Isaias, anticipated to strengthen from a hurricane to a cyclone, is anticipated to bring 3 to 6 inches of rain to the D.C. location from Monday night and throughout Tuesday, which might interrupt efforts to control the coronavirus pandemic.
Maryland and Washington, D.C., have already announced they would suspend testing at community-based websites for Tuesday, Aug. 4.
There are favorable signs, nevertheless, that the area is slowing a surge of brand-new infections. Seven-day averages of new daily cases are down in the D.C. location.
Still, it's proving tough to stop spread through the community.
Over the weekend, D.C. health officials prompted anybody who went to a Catholic Church on Capitol Hill to quarantine for two weeks after the church's priest checked positive for coronavirus. FAQ: What to Know About DC's Order to Self-Quarantine After Travel to Virus Hot Spots
What the Data Shows
The variety of brand-new coronavirus cases added to official databases each day is declining.
The seven-day average of brand-new day-to-day cases has fallen from last week till today: In D.C. from the mid-70s to 65; in Maryland from the 900s to 895 and in Virginia from 962 from a high of 1,065.
Virginia still added a large number of brand-new cases on Monday, discovering 1,278 new COVID-19 infections.
Eight people passed away from coronavirus, all in Maryland. But the state is promoting advances in screening.
Overall, 15.9% of Marylanders have actually been evaluated. Only 4.36% percent of tests are returning positive, signaling that adequate individuals are getting tested.
Nevertheless, not every district is below the state's objective of a 5% positivity rate. That consists of Prince George's County, with a 6.11% rate, and Baltimore County, Baltimore City, Charles County and Talbot County.
The map below shows the number of coronavirus cases detected per 1,000 residents.
Coronavirus Cases in DC
, Maryland and Virginia COVID-19 cases by population in D.C. and by county in Maryland and Virginia
- American Airlines says a flight out of Virginia was delayed after a traveler declined to adhere to its policy requiring a face mask. Read more. D.C. health authorities are prompting anyone who participated in a Catholic Church on Capitol Hill to quarantine for two weeks after the church's priest checked favorable for coronavirus. Read more. Maryland stated all 24 of the state's jurisdictions met the 10% testing threshold. Read more. Maryland strengthened its mask rules and advised against travel to nine states. Read more. Prince George's County has actually pledged to punish illegal gatherings. Here's more. Virginia's governor and 2 U.S. senators have advised President Trump to react to the nation's worst coronavirus outbreak that has taken place inside an immigrant detention center. Read more. D.C. Public Schools have actually opted to go all-virtual for the fall semester, Mayor Muriel Bowser revealed Thursday. Read more. There is a push for Fauquier County schools to nix the district's plan to provide some in-person classes. Read more. D.C. will require locals and visitors going into the city from 27 states to self-quarantine for two weeks. Read more. Reopening Tracker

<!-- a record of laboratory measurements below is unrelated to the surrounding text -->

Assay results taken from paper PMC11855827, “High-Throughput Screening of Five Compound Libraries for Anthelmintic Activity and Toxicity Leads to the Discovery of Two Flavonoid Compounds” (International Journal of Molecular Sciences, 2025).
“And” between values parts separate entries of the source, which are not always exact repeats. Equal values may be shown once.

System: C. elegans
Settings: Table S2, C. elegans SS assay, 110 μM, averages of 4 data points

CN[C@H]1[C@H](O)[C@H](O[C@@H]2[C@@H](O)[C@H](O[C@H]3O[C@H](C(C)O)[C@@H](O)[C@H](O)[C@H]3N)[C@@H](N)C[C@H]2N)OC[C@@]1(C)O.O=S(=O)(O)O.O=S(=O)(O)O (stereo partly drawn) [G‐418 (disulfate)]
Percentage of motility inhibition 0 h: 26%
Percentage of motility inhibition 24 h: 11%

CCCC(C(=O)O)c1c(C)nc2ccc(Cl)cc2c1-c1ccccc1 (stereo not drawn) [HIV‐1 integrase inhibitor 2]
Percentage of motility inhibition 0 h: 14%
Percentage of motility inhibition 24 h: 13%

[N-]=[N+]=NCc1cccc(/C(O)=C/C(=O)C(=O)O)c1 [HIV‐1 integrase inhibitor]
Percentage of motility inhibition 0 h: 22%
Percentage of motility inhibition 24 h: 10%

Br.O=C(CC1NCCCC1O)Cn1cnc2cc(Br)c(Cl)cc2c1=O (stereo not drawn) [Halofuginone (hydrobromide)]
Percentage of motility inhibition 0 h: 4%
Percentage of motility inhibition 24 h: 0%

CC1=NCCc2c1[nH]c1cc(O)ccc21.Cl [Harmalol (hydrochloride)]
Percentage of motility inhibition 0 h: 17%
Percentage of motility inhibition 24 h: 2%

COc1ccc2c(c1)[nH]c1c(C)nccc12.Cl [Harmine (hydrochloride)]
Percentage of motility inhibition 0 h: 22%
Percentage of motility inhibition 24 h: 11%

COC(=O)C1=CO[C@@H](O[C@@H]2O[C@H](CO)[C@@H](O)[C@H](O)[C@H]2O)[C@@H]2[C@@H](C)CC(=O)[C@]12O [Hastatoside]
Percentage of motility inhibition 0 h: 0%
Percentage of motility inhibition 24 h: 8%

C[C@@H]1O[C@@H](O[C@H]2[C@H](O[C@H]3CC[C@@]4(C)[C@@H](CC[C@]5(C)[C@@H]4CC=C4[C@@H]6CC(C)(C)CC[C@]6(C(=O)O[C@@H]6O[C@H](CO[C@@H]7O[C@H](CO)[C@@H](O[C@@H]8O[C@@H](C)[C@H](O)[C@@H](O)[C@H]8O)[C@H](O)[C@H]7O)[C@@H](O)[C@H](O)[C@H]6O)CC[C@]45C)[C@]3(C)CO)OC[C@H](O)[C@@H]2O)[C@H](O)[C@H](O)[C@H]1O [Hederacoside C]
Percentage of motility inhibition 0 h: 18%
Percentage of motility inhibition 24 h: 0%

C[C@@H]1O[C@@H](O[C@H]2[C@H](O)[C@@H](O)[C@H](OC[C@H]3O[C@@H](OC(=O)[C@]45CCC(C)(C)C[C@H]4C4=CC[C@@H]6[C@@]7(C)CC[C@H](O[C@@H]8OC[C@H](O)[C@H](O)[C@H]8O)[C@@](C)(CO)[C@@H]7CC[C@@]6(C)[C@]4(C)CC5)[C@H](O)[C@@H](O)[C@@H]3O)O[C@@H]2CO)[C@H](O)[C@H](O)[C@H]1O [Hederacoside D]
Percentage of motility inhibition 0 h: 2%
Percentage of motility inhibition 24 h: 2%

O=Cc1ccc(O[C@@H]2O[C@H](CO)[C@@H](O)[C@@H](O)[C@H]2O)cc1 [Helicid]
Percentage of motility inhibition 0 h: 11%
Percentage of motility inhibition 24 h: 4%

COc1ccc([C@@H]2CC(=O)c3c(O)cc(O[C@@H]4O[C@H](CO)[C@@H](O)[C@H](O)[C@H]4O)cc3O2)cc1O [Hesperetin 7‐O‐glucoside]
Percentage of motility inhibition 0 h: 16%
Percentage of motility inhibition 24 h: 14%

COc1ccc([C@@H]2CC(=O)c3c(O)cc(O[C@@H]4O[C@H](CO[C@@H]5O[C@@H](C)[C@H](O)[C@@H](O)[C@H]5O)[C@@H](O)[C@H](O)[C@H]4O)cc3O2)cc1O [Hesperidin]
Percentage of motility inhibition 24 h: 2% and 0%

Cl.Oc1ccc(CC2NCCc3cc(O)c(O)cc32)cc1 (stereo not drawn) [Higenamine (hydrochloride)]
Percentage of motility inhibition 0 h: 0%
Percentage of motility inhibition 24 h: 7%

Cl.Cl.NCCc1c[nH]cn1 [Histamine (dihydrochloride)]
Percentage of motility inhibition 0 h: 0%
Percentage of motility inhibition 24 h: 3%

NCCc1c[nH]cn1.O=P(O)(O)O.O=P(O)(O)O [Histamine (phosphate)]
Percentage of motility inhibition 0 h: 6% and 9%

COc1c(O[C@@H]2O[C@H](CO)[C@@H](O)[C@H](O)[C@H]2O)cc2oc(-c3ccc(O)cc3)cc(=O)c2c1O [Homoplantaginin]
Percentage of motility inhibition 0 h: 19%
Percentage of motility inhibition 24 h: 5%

- Prince George's County is modifying its stage two reopening executive order due to an uptick in coronavirus cases, according to the county executive's office.
- Virginia entered stage 3 reopening on July 1, loosening limitations on restaurants, shops, health clubs and swimming pools. Northam stated more constraints might be executed if cases continue to grow.
- Prince George's County went into complete phase two on June 23, permitting the MGM Casino and gyms to reopen. D.C., entered stage two on June 22, enabling indoor dining, gyms, libraries and holy places to resume with constraints.
- Montgomery County entered phase 2 on June 19, resuming with restrictions gyms, holy places, indoor dining and retail.
- Maryland got in phase 2 of reopening on June 10, permitting indoor dining, outdoor pools and outdoors amusements to resume.
How to Stay Safe
There are methods to lower your risk of capturing coronavirus. Here are standards from the CDC:
- Anyone over the age of 2 ought to use a mask or face covering. Keep it over your nose and mouth.
- Wash your hands often. When you do, scrub with soap and water for at least 20 seconds. As a backup, utilize hand sanitizer with at least 60% alcohol.
- Prevent close contact with anybody who lives outside your house. That suggests staying six feet away from anyone outside your circle, even if you're wearing masks.
- Always cover coughs and sneezes.
- Tidy and decontaminate often touched surfaces.
Sophia Barnes, Andrea Swalec and Anisa Holmes contributed to this report
Source: nbcwashington.comOur Score